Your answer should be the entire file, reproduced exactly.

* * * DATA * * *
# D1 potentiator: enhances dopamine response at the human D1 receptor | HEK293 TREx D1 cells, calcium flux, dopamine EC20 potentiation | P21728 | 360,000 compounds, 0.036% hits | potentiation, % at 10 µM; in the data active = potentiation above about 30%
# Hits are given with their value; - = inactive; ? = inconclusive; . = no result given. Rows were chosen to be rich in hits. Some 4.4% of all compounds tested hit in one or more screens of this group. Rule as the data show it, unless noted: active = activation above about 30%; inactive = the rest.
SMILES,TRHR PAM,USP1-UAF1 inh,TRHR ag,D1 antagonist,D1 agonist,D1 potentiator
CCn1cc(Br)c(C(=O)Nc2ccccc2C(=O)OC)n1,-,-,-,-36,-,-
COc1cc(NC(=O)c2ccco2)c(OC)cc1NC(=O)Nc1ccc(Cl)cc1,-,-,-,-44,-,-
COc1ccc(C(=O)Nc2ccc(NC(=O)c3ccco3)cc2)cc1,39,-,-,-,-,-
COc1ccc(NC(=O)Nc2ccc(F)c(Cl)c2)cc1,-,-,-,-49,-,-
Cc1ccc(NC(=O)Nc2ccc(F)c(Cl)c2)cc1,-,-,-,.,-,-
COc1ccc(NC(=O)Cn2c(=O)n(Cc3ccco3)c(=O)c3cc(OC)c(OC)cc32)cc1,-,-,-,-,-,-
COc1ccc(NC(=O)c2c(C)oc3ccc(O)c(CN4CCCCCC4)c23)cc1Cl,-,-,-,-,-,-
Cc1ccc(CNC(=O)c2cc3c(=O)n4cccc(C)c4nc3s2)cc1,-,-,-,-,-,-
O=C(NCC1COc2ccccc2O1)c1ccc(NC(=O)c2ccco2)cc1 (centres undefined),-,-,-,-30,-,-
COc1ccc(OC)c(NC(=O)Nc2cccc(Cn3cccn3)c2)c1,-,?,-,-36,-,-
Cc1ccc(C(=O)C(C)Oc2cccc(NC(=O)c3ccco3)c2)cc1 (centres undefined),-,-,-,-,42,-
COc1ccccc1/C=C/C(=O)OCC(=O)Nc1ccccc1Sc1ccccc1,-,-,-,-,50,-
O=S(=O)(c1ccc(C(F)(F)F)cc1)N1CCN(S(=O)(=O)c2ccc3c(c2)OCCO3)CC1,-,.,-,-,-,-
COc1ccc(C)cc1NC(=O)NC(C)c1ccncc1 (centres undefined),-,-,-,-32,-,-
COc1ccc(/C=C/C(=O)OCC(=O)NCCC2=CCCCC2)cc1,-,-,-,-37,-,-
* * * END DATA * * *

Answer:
# D1 potentiator: enhances dopamine response at the human D1 receptor | HEK293 TREx D1 cells, calcium flux, dopamine EC20 potentiation | P21728 | 360,000 compounds, 0.036% hits | potentiation, % at 10 µM; in the data active = potentiation above about 30%
# Hits are given with their value; - = inactive; ? = inconclusive; . = no result given. Rows were chosen to be rich in hits. Some 4.4% of all compounds tested hit in one or more screens of this group. Rule as the data show it, unless noted: active = activation above about 30%; inactive = the rest.
SMILES,TRHR PAM,USP1-UAF1 inh,TRHR ag,D1 antagonist,D1 agonist,D1 potentiator
CCn1cc(Br)c(C(=O)Nc2ccccc2C(=O)OC)n1,-,-,-,-36,-,-
COc1cc(NC(=O)c2ccco2)c(OC)cc1NC(=O)Nc1ccc(Cl)cc1,-,-,-,-44,-,-
COc1ccc(C(=O)Nc2ccc(NC(=O)c3ccco3)cc2)cc1,39,-,-,-,-,-
COc1ccc(NC(=O)Nc2ccc(F)c(Cl)c2)cc1,-,-,-,-49,-,-
Cc1ccc(NC(=O)Nc2ccc(F)c(Cl)c2)cc1,-,-,-,.,-,-
COc1ccc(NC(=O)Cn2c(=O)n(Cc3ccco3)c(=O)c3cc(OC)c(OC)cc32)cc1,-,-,-,-,-,-
COc1ccc(NC(=O)c2c(C)oc3ccc(O)c(CN4CCCCCC4)c23)cc1Cl,-,-,-,-,-,-
Cc1ccc(CNC(=O)c2cc3c(=O)n4cccc(C)c4nc3s2)cc1,-,-,-,-,-,-
O=C(NCC1COc2ccccc2O1)c1ccc(NC(=O)c2ccco2)cc1 (centres undefined),-,-,-,-30,-,-
COc1ccc(OC)c(NC(=O)Nc2cccc(Cn3cccn3)c2)c1,-,?,-,-36,-,-
Cc1ccc(C(=O)C(C)Oc2cccc(NC(=O)c3ccco3)c2)cc1 (centres undefined),-,-,-,-,42,-
COc1ccccc1/C=C/C(=O)OCC(=O)Nc1ccccc1Sc1ccccc1,-,-,-,-,50,-
O=S(=O)(c1ccc(C(F)(F)F)cc1)N1CCN(S(=O)(=O)c2ccc3c(c2)OCCO3)CC1,-,.,-,-,-,-
COc1ccc(C)cc1NC(=O)NC(C)c1ccncc1 (centres undefined),-,-,-,-32,-,-
COc1ccc(/C=C/C(=O)OCC(=O)NCCC2=CCCCC2)cc1,-,-,-,-37,-,-